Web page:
EU aid commissioner Karel de Gucht will lead a team to Zimbabwe on Saturday and Sunday to meet with Mugabe and Prime Minister Morgan Tsvangirai — the highest-level EU mission here in seven years.
Government officials said in the state-controlled Herald newspaper that the government would demand an apology for the sanctions, imposed over human rights abuses and flawed elections in Zimbabwe.
"There can be no ties where one nation is treated as inferior. It is not in our national interest to allow foreigners to dictate to us how we should govern ourselves," an information ministry official said in the paper.
"The starting point would then obviously be that the EU has to admit that sanctions are wrong and that land reform in Zimbabwe is irreversible," the official said.
A foreign ministry official told the paper that Zimbabwe wanted "to establish how genuine the EU is in improving ties."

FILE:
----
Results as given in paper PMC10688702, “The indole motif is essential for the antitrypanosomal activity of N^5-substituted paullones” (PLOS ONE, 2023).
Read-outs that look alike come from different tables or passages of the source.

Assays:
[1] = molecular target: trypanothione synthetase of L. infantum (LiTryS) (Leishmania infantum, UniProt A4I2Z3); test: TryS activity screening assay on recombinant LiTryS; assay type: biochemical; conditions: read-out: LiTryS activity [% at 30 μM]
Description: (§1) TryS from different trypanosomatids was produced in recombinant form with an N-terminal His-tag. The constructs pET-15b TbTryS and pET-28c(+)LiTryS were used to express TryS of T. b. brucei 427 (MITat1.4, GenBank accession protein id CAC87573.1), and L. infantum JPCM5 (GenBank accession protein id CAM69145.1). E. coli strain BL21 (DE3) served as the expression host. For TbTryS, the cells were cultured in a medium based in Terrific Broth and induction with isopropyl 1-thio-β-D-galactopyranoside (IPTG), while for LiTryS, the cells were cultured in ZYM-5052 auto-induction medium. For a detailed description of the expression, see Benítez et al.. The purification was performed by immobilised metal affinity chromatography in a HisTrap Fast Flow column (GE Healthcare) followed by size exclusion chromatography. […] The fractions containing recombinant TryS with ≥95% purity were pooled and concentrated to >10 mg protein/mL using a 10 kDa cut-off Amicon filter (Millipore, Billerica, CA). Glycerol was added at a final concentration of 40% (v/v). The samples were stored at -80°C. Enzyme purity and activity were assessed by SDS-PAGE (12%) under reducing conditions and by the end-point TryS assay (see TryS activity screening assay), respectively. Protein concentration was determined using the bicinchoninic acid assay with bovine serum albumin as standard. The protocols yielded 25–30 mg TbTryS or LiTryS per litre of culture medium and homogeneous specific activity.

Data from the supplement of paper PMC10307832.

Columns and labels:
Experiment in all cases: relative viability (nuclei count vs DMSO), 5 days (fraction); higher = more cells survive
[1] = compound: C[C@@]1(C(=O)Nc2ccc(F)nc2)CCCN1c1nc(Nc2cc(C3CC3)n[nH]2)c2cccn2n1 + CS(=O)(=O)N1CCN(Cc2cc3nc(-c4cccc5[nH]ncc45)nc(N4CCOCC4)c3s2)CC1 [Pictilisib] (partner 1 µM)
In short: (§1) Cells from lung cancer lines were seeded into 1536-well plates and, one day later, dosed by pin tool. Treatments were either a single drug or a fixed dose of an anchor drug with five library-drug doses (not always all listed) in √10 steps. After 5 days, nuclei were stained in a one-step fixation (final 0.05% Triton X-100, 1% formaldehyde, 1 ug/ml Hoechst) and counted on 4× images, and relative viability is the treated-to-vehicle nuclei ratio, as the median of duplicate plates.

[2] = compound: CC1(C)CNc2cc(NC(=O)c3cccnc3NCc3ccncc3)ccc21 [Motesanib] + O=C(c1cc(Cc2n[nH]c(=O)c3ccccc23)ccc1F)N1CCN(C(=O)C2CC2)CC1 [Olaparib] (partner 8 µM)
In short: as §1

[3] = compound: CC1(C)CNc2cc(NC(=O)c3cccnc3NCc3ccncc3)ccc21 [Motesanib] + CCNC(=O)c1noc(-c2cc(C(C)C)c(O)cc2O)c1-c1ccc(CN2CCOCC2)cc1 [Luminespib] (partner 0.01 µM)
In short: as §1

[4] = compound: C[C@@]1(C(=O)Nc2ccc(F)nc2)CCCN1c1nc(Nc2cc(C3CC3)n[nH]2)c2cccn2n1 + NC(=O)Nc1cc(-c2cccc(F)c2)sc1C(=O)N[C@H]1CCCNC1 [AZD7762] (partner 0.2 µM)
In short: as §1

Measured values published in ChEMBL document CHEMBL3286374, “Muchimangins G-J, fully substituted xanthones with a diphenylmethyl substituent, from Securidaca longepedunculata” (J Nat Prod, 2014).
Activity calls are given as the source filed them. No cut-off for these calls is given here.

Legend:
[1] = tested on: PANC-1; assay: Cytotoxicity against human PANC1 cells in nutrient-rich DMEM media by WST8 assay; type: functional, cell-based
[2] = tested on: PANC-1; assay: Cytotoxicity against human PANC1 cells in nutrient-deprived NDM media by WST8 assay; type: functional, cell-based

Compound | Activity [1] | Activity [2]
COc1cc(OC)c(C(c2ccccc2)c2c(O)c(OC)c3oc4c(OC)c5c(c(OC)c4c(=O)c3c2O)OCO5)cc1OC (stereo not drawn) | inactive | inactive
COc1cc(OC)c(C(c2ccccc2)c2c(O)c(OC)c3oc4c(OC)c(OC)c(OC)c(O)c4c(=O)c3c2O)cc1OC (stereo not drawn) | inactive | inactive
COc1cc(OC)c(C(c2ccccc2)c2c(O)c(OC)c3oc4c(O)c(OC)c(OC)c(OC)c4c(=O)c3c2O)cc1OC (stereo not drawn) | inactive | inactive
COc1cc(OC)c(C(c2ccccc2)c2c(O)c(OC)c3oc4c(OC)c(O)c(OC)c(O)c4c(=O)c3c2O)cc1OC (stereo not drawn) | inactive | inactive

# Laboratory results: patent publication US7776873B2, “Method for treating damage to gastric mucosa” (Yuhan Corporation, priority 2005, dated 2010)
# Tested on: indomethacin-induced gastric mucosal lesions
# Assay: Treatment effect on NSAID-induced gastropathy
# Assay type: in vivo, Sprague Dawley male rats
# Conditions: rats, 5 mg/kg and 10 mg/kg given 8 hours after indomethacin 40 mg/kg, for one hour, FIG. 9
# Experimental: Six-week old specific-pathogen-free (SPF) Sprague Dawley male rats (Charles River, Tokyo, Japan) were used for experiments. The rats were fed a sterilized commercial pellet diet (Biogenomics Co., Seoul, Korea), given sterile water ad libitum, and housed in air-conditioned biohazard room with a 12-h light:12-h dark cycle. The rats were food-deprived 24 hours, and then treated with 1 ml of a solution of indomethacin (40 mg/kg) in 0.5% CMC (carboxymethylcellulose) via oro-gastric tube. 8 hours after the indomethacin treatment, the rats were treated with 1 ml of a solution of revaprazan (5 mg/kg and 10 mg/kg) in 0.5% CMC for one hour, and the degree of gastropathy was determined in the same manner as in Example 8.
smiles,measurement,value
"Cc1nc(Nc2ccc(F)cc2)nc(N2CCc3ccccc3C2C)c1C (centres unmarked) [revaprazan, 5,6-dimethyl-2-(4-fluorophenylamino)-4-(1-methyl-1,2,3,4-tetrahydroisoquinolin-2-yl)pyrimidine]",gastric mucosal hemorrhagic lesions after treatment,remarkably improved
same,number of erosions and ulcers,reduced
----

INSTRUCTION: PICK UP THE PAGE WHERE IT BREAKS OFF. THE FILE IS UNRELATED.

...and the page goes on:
"Are they here on a public relations exercise or they are here because they realised they erred in imposing sanctions?"
Western nations have imposed an asset freeze, travel ban and other measures against Mugabe and his inner circle.
Mugabe’s campaign to have the sanctions lifted received renewed support from fellow leaders in southern Africa, when a regional summit this week said the measures should be removed in order to support the unity government.
But Swedish Prime Minister Fredrik Reinfeldt, whose country holds the rotating EU presidency, said Thursday that the bloc was not prepared to remove the restrictions.